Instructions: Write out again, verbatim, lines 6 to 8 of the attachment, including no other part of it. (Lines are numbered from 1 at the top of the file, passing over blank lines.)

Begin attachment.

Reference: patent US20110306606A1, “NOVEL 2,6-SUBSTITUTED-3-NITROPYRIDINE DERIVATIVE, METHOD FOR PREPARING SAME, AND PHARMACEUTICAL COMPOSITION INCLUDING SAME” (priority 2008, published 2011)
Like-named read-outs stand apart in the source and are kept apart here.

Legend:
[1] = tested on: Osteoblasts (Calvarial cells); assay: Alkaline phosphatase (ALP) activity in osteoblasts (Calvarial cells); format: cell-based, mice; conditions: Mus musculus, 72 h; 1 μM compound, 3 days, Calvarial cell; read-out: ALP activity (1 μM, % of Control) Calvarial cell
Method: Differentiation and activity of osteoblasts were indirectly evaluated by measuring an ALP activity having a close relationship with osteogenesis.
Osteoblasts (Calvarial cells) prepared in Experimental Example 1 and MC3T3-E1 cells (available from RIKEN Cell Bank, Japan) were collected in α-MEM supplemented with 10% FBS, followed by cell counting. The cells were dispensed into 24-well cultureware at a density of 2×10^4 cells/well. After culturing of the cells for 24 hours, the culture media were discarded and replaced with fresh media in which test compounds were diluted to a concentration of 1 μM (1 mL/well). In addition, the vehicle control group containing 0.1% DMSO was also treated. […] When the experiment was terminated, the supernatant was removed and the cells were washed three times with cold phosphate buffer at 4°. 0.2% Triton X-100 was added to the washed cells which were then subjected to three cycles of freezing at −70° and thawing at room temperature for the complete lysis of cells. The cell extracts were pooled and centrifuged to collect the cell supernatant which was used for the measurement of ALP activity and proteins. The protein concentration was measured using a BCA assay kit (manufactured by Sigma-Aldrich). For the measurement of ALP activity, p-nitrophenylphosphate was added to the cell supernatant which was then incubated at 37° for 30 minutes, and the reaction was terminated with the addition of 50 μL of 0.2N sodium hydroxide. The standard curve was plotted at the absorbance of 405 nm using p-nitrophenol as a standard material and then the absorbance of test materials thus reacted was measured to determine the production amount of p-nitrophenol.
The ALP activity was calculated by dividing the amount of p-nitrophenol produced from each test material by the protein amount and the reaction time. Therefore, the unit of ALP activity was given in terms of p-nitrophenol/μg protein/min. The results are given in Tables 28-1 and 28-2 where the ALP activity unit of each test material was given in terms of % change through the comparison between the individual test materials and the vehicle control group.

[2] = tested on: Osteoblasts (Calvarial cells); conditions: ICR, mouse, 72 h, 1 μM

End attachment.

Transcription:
Osteoblasts (Calvarial cells) prepared in Experimental Example 1 and MC3T3-E1 cells (available from RIKEN Cell Bank, Japan) were collected in α-MEM supplemented with 10% FBS, followed by cell counting. The cells were dispensed into 24-well cultureware at a density of 2×10^4 cells/well. After culturing of the cells for 24 hours, the culture media were discarded and replaced with fresh media in which test compounds were diluted to a concentration of 1 μM (1 mL/well). In addition, the vehicle control group containing 0.1% DMSO was also treated. […] When the experiment was terminated, the supernatant was removed and the cells were washed three times with cold phosphate buffer at 4°. 0.2% Triton X-100 was added to the washed cells which were then subjected to three cycles of freezing at −70° and thawing at room temperature for the complete lysis of cells. The cell extracts were pooled and centrifuged to collect the cell supernatant which was used for the measurement of ALP activity and proteins. The protein concentration was measured using a BCA assay kit (manufactured by Sigma-Aldrich). For the measurement of ALP activity, p-nitrophenylphosphate was added to the cell supernatant which was then incubated at 37° for 30 minutes, and the reaction was terminated with the addition of 50 μL of 0.2N sodium hydroxide. The standard curve was plotted at the absorbance of 405 nm using p-nitrophenol as a standard material and then the absorbance of test materials thus reacted was measured to determine the production amount of p-nitrophenol.
The ALP activity was calculated by dividing the amount of p-nitrophenol produced from each test material by the protein amount and the reaction time. Therefore, the unit of ALP activity was given in terms of p-nitrophenol/μg protein/min. The results are given in Tables 28-1 and 28-2 where the ALP activity unit of each test material was given in terms of % change through the comparison between the individual test materials and the vehicle control group.

[2] = tested on: Osteoblasts (Calvarial cells); conditions: ICR, mouse, 72 h, 1 μM